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OSHA’S Hazard Communication Standard Deadlines

OSHA’S Hazard Communication Standard Deadlines

  • December
  • 10
  • 2015
  • Anna Kozak

In 1983, OSHA promulgated the Hazard Communication Standard (HCS), (CFR 29 1910.1200) to establish uniform requirements for the evaluation of chemical hazards by the manufacturer. It is referred to as the "Worker Right to Know" standard.

The standard's purpose ensured that the hazards of all chemicals produced or imported are evaluated and that information concerning their hazards is transmitted to employers and employees. This would be accomplished by means of comprehensive Hazard Communication (Haz Com) Programs, to include container labeling and other forms of warning, Safety Data Sheets (SDS), and employee training.

Providing workers with access to work hazard information was a valuable tool, but the information was not always easy to understand or readily applicable. Historically under Haz Com, there are no firm rules for what a label or safety data sheet should look like or how information is presented.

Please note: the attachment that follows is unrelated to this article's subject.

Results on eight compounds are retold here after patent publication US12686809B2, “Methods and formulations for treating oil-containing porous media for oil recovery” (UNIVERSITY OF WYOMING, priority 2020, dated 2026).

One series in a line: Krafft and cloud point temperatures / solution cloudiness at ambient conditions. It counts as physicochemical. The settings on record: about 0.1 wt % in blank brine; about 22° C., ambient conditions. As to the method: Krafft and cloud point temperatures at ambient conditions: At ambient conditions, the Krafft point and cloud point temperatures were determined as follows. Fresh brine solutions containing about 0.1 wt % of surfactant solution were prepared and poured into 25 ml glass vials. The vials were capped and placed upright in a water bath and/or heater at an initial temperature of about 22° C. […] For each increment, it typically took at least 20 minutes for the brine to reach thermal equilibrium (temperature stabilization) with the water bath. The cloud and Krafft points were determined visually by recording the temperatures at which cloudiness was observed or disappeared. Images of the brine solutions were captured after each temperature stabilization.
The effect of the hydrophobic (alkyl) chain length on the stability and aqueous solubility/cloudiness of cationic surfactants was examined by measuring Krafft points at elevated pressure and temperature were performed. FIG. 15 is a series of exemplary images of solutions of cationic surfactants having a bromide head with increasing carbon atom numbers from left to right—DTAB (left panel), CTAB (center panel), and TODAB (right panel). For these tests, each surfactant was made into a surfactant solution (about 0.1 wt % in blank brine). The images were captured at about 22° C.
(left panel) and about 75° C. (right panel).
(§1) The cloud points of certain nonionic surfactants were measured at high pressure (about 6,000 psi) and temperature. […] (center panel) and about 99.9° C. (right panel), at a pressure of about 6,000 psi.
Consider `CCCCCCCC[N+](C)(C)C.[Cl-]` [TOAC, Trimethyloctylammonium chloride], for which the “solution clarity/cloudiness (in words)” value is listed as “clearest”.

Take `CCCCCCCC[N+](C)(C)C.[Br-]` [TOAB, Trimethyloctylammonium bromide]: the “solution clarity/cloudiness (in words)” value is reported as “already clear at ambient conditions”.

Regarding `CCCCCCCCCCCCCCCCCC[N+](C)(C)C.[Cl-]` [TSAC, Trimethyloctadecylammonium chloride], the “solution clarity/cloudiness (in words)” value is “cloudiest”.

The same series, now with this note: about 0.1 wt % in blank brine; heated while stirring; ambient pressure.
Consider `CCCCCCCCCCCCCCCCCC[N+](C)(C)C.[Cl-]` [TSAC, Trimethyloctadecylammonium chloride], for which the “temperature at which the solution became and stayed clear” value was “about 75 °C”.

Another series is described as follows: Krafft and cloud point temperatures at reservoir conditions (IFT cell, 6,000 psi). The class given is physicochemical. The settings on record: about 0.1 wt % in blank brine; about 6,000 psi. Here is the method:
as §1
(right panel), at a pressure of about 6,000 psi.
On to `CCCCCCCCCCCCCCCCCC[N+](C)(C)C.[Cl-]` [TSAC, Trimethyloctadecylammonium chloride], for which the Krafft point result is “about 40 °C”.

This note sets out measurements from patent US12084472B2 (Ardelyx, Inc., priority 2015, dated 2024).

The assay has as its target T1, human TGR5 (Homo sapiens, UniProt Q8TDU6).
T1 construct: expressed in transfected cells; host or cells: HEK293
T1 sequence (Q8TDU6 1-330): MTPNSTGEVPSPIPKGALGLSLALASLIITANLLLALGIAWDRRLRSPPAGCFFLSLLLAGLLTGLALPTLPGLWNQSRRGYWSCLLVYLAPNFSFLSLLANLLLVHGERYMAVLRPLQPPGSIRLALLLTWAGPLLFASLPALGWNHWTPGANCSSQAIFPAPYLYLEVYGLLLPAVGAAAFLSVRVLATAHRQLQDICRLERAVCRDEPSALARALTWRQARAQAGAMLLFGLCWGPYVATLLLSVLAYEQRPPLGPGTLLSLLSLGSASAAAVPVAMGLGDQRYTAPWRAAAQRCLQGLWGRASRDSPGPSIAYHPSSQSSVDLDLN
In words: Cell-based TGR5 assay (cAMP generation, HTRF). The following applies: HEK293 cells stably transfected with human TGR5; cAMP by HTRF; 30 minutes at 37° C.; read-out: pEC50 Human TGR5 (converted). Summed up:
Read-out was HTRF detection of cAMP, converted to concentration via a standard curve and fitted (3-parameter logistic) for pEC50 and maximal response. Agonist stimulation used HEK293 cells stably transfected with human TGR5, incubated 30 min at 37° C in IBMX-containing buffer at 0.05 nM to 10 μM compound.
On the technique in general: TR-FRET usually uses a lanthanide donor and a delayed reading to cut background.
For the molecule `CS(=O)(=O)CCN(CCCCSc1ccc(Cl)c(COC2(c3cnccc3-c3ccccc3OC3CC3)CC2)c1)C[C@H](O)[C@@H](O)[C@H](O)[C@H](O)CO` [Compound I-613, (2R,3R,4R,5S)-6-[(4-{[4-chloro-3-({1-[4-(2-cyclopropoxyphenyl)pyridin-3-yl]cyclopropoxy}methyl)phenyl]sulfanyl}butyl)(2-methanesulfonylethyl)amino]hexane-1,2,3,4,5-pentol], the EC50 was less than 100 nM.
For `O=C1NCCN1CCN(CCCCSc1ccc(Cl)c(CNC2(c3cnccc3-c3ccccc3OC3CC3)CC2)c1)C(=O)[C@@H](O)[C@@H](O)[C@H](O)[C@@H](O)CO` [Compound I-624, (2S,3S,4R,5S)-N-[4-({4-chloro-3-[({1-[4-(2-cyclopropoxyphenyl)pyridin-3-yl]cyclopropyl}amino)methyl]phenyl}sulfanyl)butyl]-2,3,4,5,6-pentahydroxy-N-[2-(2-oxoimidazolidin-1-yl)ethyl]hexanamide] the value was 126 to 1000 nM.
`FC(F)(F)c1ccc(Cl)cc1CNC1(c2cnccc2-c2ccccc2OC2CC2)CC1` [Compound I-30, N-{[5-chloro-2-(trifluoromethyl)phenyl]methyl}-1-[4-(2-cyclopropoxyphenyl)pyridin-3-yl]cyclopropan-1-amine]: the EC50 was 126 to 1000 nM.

Now, under the new Hazard Communication Standard, instead of having a variety of different safety data sheets and labels, the hazard warnings will be uniform regardless of who produces it or where it is produced. More importantly, the message is the same regardless of who sees it.

The new Globally Harmonized System (GHS) provides a standard through which workers also have the right to understand the information they are provided with in the workplace. This means knowing about potential hazards, understanding what the warning means, what to do if exposed, and how to protect one's self around chemicals safely. There's a big difference. They tell you not only what you need to know, but also what you need to do in a way that everyone can clearly and easily understand.

December 1, 2013 was the first deadline for employers, including Flight Departments, to train employees to understand the Globally Harmonized System of chemical labels, pictograms, and Safety Data Sheets (SDS), formerly known as Material Safety Data Sheets (MSDS). December 1, 2015 was the last day distributors could ship products labeled by manufacturers under the old system. By June 1, 2016, all workplace labeling and hazard communication programs must be updated as necessary. Employees must also be provided with additional training for newly identified physical or health hazards. Advanced Aircrew Academy can provide your Flight Department with comprehensive Air Crew and Maintenance OSHA training.


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